Project OneFuzz is a testing framework for Azure and a collection of various cyber security testing tools that help to identify bugs.
Employing Google’s open-source fuzzing bots, a myriad of bugs have been pinpointed in open-source software projects over time.
For those interested, Project OneFuzz is now available at GitHub along other Microsoft open-source projects such as:
- .NET Core
- Visual Studio Code
Microsoft described Project OneFuzz as an “extensible fuzz testing framework for Azure” – so what is fuzzing?
In essence, the technique revolves around slamming a piece of software with random code to invoke a crash – this not only reveals potential cyber security issues but also performance problems.
Google has been pushing security researchers and coders towards using the fuzzing technique for quite a while.
At one point, Microsoft announced that an open-source fuzzing tool would replace Microsoft Security and Risk Detection.
According to the company, it is due to Project OneFuzz that Windows 10 has been hardened.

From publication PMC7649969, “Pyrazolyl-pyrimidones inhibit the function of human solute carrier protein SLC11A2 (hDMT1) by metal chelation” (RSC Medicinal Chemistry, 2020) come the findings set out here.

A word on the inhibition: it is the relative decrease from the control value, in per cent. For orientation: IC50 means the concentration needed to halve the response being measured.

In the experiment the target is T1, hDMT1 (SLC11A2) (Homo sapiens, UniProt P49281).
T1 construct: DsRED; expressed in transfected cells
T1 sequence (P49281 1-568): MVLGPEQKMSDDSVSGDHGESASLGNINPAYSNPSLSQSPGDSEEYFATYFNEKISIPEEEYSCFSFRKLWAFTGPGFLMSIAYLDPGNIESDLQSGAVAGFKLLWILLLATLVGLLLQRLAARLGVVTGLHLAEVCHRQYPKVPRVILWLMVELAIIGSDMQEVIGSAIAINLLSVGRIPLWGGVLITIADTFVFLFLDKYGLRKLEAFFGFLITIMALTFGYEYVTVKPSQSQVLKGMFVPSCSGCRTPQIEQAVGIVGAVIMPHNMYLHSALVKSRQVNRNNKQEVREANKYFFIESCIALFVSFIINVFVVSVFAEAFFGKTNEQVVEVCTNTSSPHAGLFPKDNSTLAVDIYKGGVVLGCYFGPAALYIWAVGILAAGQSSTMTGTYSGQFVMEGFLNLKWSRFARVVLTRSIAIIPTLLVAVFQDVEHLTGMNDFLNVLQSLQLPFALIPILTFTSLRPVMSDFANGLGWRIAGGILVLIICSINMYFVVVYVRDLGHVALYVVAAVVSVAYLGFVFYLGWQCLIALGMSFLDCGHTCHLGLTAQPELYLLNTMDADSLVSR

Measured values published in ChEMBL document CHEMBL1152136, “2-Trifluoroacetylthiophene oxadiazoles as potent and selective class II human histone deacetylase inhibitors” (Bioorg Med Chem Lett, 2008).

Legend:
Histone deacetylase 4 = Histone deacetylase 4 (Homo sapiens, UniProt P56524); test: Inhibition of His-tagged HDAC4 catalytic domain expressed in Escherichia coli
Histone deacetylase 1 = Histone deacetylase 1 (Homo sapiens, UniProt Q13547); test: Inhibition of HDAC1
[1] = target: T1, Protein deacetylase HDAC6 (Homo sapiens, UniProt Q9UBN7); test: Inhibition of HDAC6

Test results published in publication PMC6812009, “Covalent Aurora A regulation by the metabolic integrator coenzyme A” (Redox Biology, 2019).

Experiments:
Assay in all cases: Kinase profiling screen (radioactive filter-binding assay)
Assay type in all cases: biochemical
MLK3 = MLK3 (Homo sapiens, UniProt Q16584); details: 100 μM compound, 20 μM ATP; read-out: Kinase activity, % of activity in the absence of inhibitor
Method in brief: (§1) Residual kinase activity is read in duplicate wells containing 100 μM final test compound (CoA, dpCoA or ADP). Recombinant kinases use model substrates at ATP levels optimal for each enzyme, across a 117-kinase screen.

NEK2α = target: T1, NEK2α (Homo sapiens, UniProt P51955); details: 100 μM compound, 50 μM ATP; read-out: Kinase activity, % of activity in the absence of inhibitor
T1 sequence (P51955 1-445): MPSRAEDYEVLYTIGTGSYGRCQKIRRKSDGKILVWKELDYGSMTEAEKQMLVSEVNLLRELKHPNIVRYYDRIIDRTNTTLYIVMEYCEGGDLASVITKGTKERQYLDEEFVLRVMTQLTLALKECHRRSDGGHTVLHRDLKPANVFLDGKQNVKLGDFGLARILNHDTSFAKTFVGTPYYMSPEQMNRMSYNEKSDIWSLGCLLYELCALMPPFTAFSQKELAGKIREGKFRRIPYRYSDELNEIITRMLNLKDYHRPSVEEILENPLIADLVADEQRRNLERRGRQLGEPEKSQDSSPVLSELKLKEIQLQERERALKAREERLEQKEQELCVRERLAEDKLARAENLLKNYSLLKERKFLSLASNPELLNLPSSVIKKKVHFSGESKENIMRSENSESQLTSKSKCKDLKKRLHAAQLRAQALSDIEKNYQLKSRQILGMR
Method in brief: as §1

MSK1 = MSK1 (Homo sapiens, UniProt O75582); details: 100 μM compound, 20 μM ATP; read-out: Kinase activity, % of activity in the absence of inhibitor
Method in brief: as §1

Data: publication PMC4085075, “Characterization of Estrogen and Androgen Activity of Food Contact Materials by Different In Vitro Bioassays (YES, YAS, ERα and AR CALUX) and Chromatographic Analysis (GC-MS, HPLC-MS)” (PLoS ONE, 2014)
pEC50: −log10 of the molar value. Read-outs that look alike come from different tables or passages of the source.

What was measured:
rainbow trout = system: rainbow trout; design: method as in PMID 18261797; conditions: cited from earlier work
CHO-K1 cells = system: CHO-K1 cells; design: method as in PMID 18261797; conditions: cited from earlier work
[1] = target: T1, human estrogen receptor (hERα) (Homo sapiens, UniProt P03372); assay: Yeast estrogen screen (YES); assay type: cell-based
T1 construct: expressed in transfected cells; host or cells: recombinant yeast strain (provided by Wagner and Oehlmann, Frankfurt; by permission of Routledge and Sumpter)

In addition, the project has helped with boosting the security of Microsoft Edge.
Microsoft’s senior director of special projects management Mike Walker and principal security software engineering lead Justin Campbell commented that fuzz testing is great for making native code more secure and reliable.
On the flipside, however, traditional fuzz testing tends to be rather complicated when it comes to extracting usable information from its results, despite its overall effectiveness.
The complexity that surrounds it requires dedicated security engineering teams to code and perform fuzz-testing capabilities, a process that can become quite expensive.
The technique has been brought to a new technological level recently though.
Thanks to these advancements, it is now cheaper to do, and baking these processes into continuous build systems is now a possibility.